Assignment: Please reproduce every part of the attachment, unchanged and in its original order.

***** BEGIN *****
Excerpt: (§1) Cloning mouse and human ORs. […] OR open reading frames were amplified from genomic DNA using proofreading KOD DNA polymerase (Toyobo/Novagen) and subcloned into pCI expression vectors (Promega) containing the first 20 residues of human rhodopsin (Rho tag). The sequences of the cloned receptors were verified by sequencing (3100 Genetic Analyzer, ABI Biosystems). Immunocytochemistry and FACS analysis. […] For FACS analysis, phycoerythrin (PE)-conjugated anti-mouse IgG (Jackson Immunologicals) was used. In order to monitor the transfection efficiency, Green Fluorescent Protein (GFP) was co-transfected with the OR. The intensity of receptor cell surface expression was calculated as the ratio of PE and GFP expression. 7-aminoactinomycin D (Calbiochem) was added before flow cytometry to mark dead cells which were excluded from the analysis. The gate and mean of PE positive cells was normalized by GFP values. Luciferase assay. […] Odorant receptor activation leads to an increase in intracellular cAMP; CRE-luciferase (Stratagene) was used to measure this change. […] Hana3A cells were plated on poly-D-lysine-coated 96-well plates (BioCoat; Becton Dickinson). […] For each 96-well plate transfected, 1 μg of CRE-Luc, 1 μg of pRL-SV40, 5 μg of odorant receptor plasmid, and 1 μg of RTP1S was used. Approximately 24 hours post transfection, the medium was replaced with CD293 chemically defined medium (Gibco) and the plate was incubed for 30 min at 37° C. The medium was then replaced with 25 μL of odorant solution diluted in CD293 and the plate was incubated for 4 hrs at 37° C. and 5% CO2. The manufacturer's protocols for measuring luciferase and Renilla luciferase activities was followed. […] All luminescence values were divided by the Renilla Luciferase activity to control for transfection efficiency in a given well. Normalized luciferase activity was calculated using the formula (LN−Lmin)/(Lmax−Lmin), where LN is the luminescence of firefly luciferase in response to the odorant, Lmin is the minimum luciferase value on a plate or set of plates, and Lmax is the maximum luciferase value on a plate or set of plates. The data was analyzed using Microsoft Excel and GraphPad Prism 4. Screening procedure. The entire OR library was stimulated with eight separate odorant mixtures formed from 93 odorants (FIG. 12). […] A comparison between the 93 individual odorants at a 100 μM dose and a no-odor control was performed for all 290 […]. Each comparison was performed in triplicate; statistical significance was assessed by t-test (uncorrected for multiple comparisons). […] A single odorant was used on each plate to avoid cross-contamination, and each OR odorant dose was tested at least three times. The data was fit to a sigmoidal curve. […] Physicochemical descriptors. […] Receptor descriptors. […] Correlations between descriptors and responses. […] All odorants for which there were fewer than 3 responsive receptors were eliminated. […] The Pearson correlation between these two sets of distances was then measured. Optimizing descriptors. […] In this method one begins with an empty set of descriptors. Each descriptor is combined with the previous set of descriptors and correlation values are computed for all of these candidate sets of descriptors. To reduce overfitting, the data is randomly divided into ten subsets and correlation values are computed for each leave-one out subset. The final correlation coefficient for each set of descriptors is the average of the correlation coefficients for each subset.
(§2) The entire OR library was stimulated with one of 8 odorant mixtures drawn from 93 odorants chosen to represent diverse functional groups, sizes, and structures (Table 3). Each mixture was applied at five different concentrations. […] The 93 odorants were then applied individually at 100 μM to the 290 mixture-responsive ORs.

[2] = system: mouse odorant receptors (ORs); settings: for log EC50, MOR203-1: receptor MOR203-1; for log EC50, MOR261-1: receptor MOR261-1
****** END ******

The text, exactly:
Excerpt: (§1) Cloning mouse and human ORs. […] OR open reading frames were amplified from genomic DNA using proofreading KOD DNA polymerase (Toyobo/Novagen) and subcloned into pCI expression vectors (Promega) containing the first 20 residues of human rhodopsin (Rho tag). The sequences of the cloned receptors were verified by sequencing (3100 Genetic Analyzer, ABI Biosystems). Immunocytochemistry and FACS analysis. […] For FACS analysis, phycoerythrin (PE)-conjugated anti-mouse IgG (Jackson Immunologicals) was used. In order to monitor the transfection efficiency, Green Fluorescent Protein (GFP) was co-transfected with the OR. The intensity of receptor cell surface expression was calculated as the ratio of PE and GFP expression. 7-aminoactinomycin D (Calbiochem) was added before flow cytometry to mark dead cells which were excluded from the analysis. The gate and mean of PE positive cells was normalized by GFP values. Luciferase assay. […] Odorant receptor activation leads to an increase in intracellular cAMP; CRE-luciferase (Stratagene) was used to measure this change. […] Hana3A cells were plated on poly-D-lysine-coated 96-well plates (BioCoat; Becton Dickinson). […] For each 96-well plate transfected, 1 μg of CRE-Luc, 1 μg of pRL-SV40, 5 μg of odorant receptor plasmid, and 1 μg of RTP1S was used. Approximately 24 hours post transfection, the medium was replaced with CD293 chemically defined medium (Gibco) and the plate was incubed for 30 min at 37° C. The medium was then replaced with 25 μL of odorant solution diluted in CD293 and the plate was incubated for 4 hrs at 37° C. and 5% CO2. The manufacturer's protocols for measuring luciferase and Renilla luciferase activities was followed. […] All luminescence values were divided by the Renilla Luciferase activity to control for transfection efficiency in a given well. Normalized luciferase activity was calculated using the formula (LN−Lmin)/(Lmax−Lmin), where LN is the luminescence of firefly luciferase in response to the odorant, Lmin is the minimum luciferase value on a plate or set of plates, and Lmax is the maximum luciferase value on a plate or set of plates. The data was analyzed using Microsoft Excel and GraphPad Prism 4. Screening procedure. The entire OR library was stimulated with eight separate odorant mixtures formed from 93 odorants (FIG. 12). […] A comparison between the 93 individual odorants at a 100 μM dose and a no-odor control was performed for all 290 […]. Each comparison was performed in triplicate; statistical significance was assessed by t-test (uncorrected for multiple comparisons). […] A single odorant was used on each plate to avoid cross-contamination, and each OR odorant dose was tested at least three times. The data was fit to a sigmoidal curve. […] Physicochemical descriptors. […] Receptor descriptors. […] Correlations between descriptors and responses. […] All odorants for which there were fewer than 3 responsive receptors were eliminated. […] The Pearson correlation between these two sets of distances was then measured. Optimizing descriptors. […] In this method one begins with an empty set of descriptors. Each descriptor is combined with the previous set of descriptors and correlation values are computed for all of these candidate sets of descriptors. To reduce overfitting, the data is randomly divided into ten subsets and correlation values are computed for each leave-one out subset. The final correlation coefficient for each set of descriptors is the average of the correlation coefficients for each subset.
(§2) The entire OR library was stimulated with one of 8 odorant mixtures drawn from 93 odorants chosen to represent diverse functional groups, sizes, and structures (Table 3). Each mixture was applied at five different concentrations. […] The 93 odorants were then applied individually at 100 μM to the 290 mixture-responsive ORs.

[2] = system: mouse odorant receptors (ORs); settings: for log EC50, MOR203-1: receptor MOR203-1; for log EC50, MOR261-1: receptor MOR261-1